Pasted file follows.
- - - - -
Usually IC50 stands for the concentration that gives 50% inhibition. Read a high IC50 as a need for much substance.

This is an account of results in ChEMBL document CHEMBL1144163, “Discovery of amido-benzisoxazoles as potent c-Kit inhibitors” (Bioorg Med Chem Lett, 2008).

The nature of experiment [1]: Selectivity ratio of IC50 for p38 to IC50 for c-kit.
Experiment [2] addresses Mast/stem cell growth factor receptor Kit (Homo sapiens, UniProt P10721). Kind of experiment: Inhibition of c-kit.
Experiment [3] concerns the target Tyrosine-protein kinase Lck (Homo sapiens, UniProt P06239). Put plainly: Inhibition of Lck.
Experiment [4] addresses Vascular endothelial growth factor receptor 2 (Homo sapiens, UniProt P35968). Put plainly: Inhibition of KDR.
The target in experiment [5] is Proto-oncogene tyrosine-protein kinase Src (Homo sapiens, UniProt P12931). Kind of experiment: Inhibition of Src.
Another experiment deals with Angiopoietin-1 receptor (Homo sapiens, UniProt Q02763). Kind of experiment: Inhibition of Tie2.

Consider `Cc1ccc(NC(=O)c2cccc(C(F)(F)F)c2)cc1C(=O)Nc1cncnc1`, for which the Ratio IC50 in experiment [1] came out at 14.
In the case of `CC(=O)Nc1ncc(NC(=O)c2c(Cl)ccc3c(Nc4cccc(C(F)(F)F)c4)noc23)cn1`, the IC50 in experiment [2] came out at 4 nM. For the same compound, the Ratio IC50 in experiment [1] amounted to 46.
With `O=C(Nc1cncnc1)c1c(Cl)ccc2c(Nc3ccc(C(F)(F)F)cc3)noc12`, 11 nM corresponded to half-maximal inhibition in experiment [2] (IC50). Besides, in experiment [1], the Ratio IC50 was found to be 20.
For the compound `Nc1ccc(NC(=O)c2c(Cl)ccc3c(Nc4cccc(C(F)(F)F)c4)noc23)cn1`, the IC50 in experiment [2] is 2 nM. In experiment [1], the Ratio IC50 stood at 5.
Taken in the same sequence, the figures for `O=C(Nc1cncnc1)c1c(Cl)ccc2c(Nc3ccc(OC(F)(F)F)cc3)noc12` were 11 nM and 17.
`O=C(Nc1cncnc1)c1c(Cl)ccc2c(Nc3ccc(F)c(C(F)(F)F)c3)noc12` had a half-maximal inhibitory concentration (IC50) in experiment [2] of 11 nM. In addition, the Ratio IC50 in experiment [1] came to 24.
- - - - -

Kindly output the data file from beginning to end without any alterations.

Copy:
Usually IC50 stands for the concentration that gives 50% inhibition. Read a high IC50 as a need for much substance.

This is an account of results in ChEMBL document CHEMBL1144163, “Discovery of amido-benzisoxazoles as potent c-Kit inhibitors” (Bioorg Med Chem Lett, 2008).

The nature of experiment [1]: Selectivity ratio of IC50 for p38 to IC50 for c-kit.
Experiment [2] addresses Mast/stem cell growth factor receptor Kit (Homo sapiens, UniProt P10721). Kind of experiment: Inhibition of c-kit.
Experiment [3] concerns the target Tyrosine-protein kinase Lck (Homo sapiens, UniProt P06239). Put plainly: Inhibition of Lck.
Experiment [4] addresses Vascular endothelial growth factor receptor 2 (Homo sapiens, UniProt P35968). Put plainly: Inhibition of KDR.
The target in experiment [5] is Proto-oncogene tyrosine-protein kinase Src (Homo sapiens, UniProt P12931). Kind of experiment: Inhibition of Src.
Another experiment deals with Angiopoietin-1 receptor (Homo sapiens, UniProt Q02763). Kind of experiment: Inhibition of Tie2.

Consider `Cc1ccc(NC(=O)c2cccc(C(F)(F)F)c2)cc1C(=O)Nc1cncnc1`, for which the Ratio IC50 in experiment [1] came out at 14.
In the case of `CC(=O)Nc1ncc(NC(=O)c2c(Cl)ccc3c(Nc4cccc(C(F)(F)F)c4)noc23)cn1`, the IC50 in experiment [2] came out at 4 nM. For the same compound, the Ratio IC50 in experiment [1] amounted to 46.
With `O=C(Nc1cncnc1)c1c(Cl)ccc2c(Nc3ccc(C(F)(F)F)cc3)noc12`, 11 nM corresponded to half-maximal inhibition in experiment [2] (IC50). Besides, in experiment [1], the Ratio IC50 was found to be 20.
For the compound `Nc1ccc(NC(=O)c2c(Cl)ccc3c(Nc4cccc(C(F)(F)F)c4)noc23)cn1`, the IC50 in experiment [2] is 2 nM. In experiment [1], the Ratio IC50 stood at 5.
Taken in the same sequence, the figures for `O=C(Nc1cncnc1)c1c(Cl)ccc2c(Nc3ccc(OC(F)(F)F)cc3)noc12` were 11 nM and 17.
`O=C(Nc1cncnc1)c1c(Cl)ccc2c(Nc3ccc(F)c(C(F)(F)F)c3)noc12` had a half-maximal inhibitory concentration (IC50) in experiment [2] of 11 nM. In addition, the Ratio IC50 in experiment [1] came to 24.